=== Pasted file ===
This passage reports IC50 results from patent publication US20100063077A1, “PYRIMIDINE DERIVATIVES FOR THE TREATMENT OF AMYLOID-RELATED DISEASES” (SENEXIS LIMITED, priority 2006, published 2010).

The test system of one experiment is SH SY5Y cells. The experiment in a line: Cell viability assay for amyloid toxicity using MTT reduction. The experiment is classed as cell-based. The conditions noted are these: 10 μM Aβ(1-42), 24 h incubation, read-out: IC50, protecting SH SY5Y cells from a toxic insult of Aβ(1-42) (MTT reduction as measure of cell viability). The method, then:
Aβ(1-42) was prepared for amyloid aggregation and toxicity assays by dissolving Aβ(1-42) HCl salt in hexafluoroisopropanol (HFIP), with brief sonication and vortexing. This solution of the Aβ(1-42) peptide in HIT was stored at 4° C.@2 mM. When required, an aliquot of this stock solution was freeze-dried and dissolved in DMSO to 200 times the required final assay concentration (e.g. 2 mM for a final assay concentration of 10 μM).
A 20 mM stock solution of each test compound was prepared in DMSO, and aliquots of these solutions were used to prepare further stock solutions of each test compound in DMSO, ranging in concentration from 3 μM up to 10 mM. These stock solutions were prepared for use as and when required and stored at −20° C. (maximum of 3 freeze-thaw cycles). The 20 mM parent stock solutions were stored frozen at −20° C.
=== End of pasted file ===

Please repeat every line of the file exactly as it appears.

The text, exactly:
This passage reports IC50 results from patent publication US20100063077A1, “PYRIMIDINE DERIVATIVES FOR THE TREATMENT OF AMYLOID-RELATED DISEASES” (SENEXIS LIMITED, priority 2006, published 2010).

The test system of one experiment is SH SY5Y cells. The experiment in a line: Cell viability assay for amyloid toxicity using MTT reduction. The experiment is classed as cell-based. The conditions noted are these: 10 μM Aβ(1-42), 24 h incubation, read-out: IC50, protecting SH SY5Y cells from a toxic insult of Aβ(1-42) (MTT reduction as measure of cell viability). The method, then:
Aβ(1-42) was prepared for amyloid aggregation and toxicity assays by dissolving Aβ(1-42) HCl salt in hexafluoroisopropanol (HFIP), with brief sonication and vortexing. This solution of the Aβ(1-42) peptide in HIT was stored at 4° C.@2 mM. When required, an aliquot of this stock solution was freeze-dried and dissolved in DMSO to 200 times the required final assay concentration (e.g. 2 mM for a final assay concentration of 10 μM).
A 20 mM stock solution of each test compound was prepared in DMSO, and aliquots of these solutions were used to prepare further stock solutions of each test compound in DMSO, ranging in concentration from 3 μM up to 10 mM. These stock solutions were prepared for use as and when required and stored at −20° C. (maximum of 3 freeze-thaw cycles). The 20 mM parent stock solutions were stored frozen at −20° C.